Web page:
National Park Guide:
Destination: Huascarán National Park, Peru
Length of Stay: 1 Day (November 2018)
National Park Entrance Fee: 30 Soles (~ $10 USD)
Huascaran National Park has some of the best hikes in Peru. Here we will go over a couple of the best hikes in Huascaran: the famous Laguna 69 and Santa Cruz treks. The hike to Laguna 69 is absolutely mind blowing. It's one of the harder hikes we have done, but by far the most beautiful scenery you could imagine.
The park was about a 3 hour drive from Huaraz, but much of that is on an unpaved road. In fact, there isn't a single paved road in the entire park. It is extremely primitive compared to other National Parks we have been to, which is part of its allure. There was something calming and unique about the untouched environment of this place.
Nonetheless, regardless of the hike you choose to do, the 30 Sole (~$10 USD) is required to enter the park. We thought this was more than reasonable since most of the U.S. National Park entrance fees are more than 3x that price!
Hiking Pro Tip: Bring a plastic bag, toilet paper, and hand sanitizer with you on the trail. You never know when nature is going to call and you'll need to hit the head. Rather than leaving toilet paper behind in the park, pack it out with you. It might sound gross, but this is much more eco friendly than leaving TP behind. Toilet paper actually takes quite a while to decompose out in the open. Plus it's not a pleasant site to leave for other hikers. We used this method and had no issues taking our toilet tissue with us.
Min: 12,797 ft. | Max: 15,160 ft. | Gain: 2,363 ft.
If you're doing a day trip to Laguna 69 from Huaraz, be prepared for a long day because the drive takes about three hours each way. The hike takes approximately 6 hours to complete so you're looking at a 12-13 hour day (leaving around 5 am). However, we did get to stop at a cool little breakfast place on the way to the park. The food is delicious and super cheap - an egg sandwich was 3 Soles (less than $1 USD). It's also a nice place to take a bathroom break. Be warned you should probably bring your own toilet paper and hand sanitizer. Though, this is the case with most places in Peru.
The hike to Laguna 69 is absolutely mind blowing. It's one of the hardest hikes we had ever done, but by far the most beautiful scenery you could imagine. This hike is an 8.1 mile out-and-back trail that has an elevation change of 2,670 ft. The first two miles take you through a valley with winding streams of glacier water and oxen grazing in fields. It starts out pretty flat so once we got to the halfway point we were feeling pretty good.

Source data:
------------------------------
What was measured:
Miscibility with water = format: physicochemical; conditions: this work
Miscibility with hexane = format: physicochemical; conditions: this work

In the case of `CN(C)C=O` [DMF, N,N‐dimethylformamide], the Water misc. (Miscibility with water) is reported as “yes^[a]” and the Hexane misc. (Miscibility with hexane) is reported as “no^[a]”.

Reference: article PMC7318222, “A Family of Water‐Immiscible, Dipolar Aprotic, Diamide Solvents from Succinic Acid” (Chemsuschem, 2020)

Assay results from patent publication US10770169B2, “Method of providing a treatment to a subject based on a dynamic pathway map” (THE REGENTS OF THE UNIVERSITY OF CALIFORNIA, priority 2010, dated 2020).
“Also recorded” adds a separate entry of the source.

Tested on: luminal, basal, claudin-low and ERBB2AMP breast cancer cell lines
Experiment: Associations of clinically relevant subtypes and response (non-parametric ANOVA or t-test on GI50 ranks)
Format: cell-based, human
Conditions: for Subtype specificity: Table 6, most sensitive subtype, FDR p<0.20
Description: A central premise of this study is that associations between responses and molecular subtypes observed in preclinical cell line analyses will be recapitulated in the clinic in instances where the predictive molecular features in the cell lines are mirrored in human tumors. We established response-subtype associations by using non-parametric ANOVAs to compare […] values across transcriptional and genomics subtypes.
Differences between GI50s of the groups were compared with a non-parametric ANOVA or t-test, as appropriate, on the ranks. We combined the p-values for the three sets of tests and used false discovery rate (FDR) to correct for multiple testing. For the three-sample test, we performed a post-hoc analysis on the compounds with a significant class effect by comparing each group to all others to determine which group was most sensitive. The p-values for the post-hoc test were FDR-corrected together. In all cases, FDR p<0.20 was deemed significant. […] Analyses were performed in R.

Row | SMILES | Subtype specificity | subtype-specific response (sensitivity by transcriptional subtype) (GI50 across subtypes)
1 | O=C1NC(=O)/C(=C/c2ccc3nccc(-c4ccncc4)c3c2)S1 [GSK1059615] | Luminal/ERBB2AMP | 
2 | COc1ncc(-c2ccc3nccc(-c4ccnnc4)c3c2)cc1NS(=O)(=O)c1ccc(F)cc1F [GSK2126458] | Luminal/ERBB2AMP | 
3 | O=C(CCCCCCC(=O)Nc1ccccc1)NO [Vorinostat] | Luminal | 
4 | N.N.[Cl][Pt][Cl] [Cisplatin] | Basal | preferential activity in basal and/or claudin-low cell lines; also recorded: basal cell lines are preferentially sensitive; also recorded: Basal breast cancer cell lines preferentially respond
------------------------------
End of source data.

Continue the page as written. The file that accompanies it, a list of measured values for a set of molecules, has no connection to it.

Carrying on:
Not too long after the halfway point, we hit loads of switchbacks that made us gain elevation quickly. Once we made it to the top of the first series of switchbacks we hit a false peak and we thought the elevation climbing was done with. Wrong. After hiking through another valley, we reached the final set of switchbacks. This was the toughest part, but so worth it once you get to the top. The glacier water at Laguna 69 was out of this world. We stopped for a short lunch break and to catch our breath before descending back down.
**Pro Tip** - bring lots of layers for this hike. We were sweating during the first part but after we got to the lake at the top, it started raining/hailing. It's definitely worth bringing a warm jacket and/or a poncho with you on this hike as the weather changes quickly. Also make sure you bring plenty of water (at least 2 liters per person).
Min: 9,695 ft. | Max: 15,524 ft. | Gain: 5,559 ft.
The Santa Cruz trek is quite challenging, though we heard it's one of the best hikes in Huascarán National Park. Full disclosure, we did not do this one. In fact, we didn't even know about before we got to Huaraz. Our hostel, Alpes Huaraz, can also help you book this trek. We met some people at the hostel who said this trek was absolutely amazing. This trek typically takes 4 days/3 nights to cover the full 30 miles.
Some trekking companies even offer to carry your gear for you. Costs online will vary anywhere from $150 - $300+ USD depending on the services offered. One hiker we talked to said that all he had to do was carry his water. The hired guides even provided porters to carry the gear and set up the tents/prepare food at the camp sites. He said it was nice not having to do anything, but that kind of took the fun out of the backpacking experience.
Anyway, we would recommend connecting with Alpes Huaraz before booking anything online. They offer a 4 day/3 night trek for 430 Soles, which is roughly $130 USD. This is most likely cheaper than you will find anywhere online. Like I mentioned before, we would have saved some money booking through them instead of a third party online. Their trek to Laguna 69 was only $11 USD instead of the other company's $ 17 USD.
If you're looking for somewhere to stay in Huaraz, there are plenty of hostels ready to be your base camp for trekking. Our personal favorite is Alpes Huaraz because it has an amazing atmosphere and ready to help you start your adventure.
From our experience, we like to use Hostel World to check out potential hostels, then check other booking websites like Booking.com to make our reservations. Sometimes we also message hostels directly to get a better price. We also like to use Airbnb to book accommodations if its a better deal than hostels. Clicking on either of the icons will give you a deal with either of the sites, but are affiliate links so we earn a small commission.
Dorms: $7.11+ USD
Private Rooms: $19.21+ USD
Amenities: Free Breakfast, Free Wifi, Tours/Travel Desk, Luggage Storage, Bar, Laundry Facilities
Dorms: $4.53+ USD
Private Rooms: $15.11+ USD
Amenities: Free Wifi, Free Breakfast, Tours/Travel Desk, Self Catering Facilities, Laundry Facilities
Dorms: $6.00+ USD
Private Rooms: $16.00+ USD
Amenities: Free Wifi, Free Breakfast, 24 Hr Reception, Games Room, Free City Maps